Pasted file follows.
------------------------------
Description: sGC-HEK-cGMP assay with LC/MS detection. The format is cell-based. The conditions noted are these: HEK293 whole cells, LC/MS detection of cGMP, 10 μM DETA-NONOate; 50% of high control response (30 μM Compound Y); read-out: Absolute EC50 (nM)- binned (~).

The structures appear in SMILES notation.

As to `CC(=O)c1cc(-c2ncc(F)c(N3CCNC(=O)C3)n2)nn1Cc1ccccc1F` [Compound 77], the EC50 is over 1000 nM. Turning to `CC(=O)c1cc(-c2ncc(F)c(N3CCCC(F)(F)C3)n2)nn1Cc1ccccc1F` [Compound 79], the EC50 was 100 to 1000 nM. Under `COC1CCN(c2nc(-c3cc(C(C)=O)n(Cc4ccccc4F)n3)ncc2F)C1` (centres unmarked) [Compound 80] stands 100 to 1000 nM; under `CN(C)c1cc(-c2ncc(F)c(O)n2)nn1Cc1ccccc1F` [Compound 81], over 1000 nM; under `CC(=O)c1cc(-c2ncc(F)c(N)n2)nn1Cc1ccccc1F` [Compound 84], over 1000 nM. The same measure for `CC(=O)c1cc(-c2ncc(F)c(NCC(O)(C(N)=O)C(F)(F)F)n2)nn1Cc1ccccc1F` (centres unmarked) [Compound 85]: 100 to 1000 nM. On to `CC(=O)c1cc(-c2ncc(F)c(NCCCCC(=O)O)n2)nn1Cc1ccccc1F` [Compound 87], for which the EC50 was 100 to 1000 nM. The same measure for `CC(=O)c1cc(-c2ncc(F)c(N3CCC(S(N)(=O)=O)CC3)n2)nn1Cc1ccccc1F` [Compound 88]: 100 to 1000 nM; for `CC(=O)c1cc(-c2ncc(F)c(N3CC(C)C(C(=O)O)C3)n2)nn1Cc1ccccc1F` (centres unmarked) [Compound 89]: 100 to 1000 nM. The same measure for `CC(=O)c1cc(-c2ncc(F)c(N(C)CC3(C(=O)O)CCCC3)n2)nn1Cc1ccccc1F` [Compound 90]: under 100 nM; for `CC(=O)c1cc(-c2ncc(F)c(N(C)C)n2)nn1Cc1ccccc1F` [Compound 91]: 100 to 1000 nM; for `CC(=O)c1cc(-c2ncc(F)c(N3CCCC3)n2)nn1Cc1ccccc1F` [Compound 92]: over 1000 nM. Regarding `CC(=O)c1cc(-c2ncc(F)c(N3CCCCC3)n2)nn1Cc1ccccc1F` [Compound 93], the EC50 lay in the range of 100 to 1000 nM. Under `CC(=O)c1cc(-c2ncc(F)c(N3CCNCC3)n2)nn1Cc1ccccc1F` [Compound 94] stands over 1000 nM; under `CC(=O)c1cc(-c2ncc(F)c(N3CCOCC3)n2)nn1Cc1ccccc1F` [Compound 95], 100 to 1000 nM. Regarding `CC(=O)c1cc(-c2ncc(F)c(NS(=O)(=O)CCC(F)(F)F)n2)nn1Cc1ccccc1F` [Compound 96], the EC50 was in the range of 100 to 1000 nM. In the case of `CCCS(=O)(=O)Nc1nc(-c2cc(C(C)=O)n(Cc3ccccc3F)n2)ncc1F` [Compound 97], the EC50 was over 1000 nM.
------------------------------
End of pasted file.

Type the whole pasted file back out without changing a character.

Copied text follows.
Description: sGC-HEK-cGMP assay with LC/MS detection. The format is cell-based. The conditions noted are these: HEK293 whole cells, LC/MS detection of cGMP, 10 μM DETA-NONOate; 50% of high control response (30 μM Compound Y); read-out: Absolute EC50 (nM)- binned (~).

The structures appear in SMILES notation.

As to `CC(=O)c1cc(-c2ncc(F)c(N3CCNC(=O)C3)n2)nn1Cc1ccccc1F` [Compound 77], the EC50 is over 1000 nM. Turning to `CC(=O)c1cc(-c2ncc(F)c(N3CCCC(F)(F)C3)n2)nn1Cc1ccccc1F` [Compound 79], the EC50 was 100 to 1000 nM. Under `COC1CCN(c2nc(-c3cc(C(C)=O)n(Cc4ccccc4F)n3)ncc2F)C1` (centres unmarked) [Compound 80] stands 100 to 1000 nM; under `CN(C)c1cc(-c2ncc(F)c(O)n2)nn1Cc1ccccc1F` [Compound 81], over 1000 nM; under `CC(=O)c1cc(-c2ncc(F)c(N)n2)nn1Cc1ccccc1F` [Compound 84], over 1000 nM. The same measure for `CC(=O)c1cc(-c2ncc(F)c(NCC(O)(C(N)=O)C(F)(F)F)n2)nn1Cc1ccccc1F` (centres unmarked) [Compound 85]: 100 to 1000 nM. On to `CC(=O)c1cc(-c2ncc(F)c(NCCCCC(=O)O)n2)nn1Cc1ccccc1F` [Compound 87], for which the EC50 was 100 to 1000 nM. The same measure for `CC(=O)c1cc(-c2ncc(F)c(N3CCC(S(N)(=O)=O)CC3)n2)nn1Cc1ccccc1F` [Compound 88]: 100 to 1000 nM; for `CC(=O)c1cc(-c2ncc(F)c(N3CC(C)C(C(=O)O)C3)n2)nn1Cc1ccccc1F` (centres unmarked) [Compound 89]: 100 to 1000 nM. The same measure for `CC(=O)c1cc(-c2ncc(F)c(N(C)CC3(C(=O)O)CCCC3)n2)nn1Cc1ccccc1F` [Compound 90]: under 100 nM; for `CC(=O)c1cc(-c2ncc(F)c(N(C)C)n2)nn1Cc1ccccc1F` [Compound 91]: 100 to 1000 nM; for `CC(=O)c1cc(-c2ncc(F)c(N3CCCC3)n2)nn1Cc1ccccc1F` [Compound 92]: over 1000 nM. Regarding `CC(=O)c1cc(-c2ncc(F)c(N3CCCCC3)n2)nn1Cc1ccccc1F` [Compound 93], the EC50 lay in the range of 100 to 1000 nM. Under `CC(=O)c1cc(-c2ncc(F)c(N3CCNCC3)n2)nn1Cc1ccccc1F` [Compound 94] stands over 1000 nM; under `CC(=O)c1cc(-c2ncc(F)c(N3CCOCC3)n2)nn1Cc1ccccc1F` [Compound 95], 100 to 1000 nM. Regarding `CC(=O)c1cc(-c2ncc(F)c(NS(=O)(=O)CCC(F)(F)F)n2)nn1Cc1ccccc1F` [Compound 96], the EC50 was in the range of 100 to 1000 nM. In the case of `CCCS(=O)(=O)Nc1nc(-c2cc(C(C)=O)n(Cc3ccccc3F)n2)ncc1F` [Compound 97], the EC50 was over 1000 nM.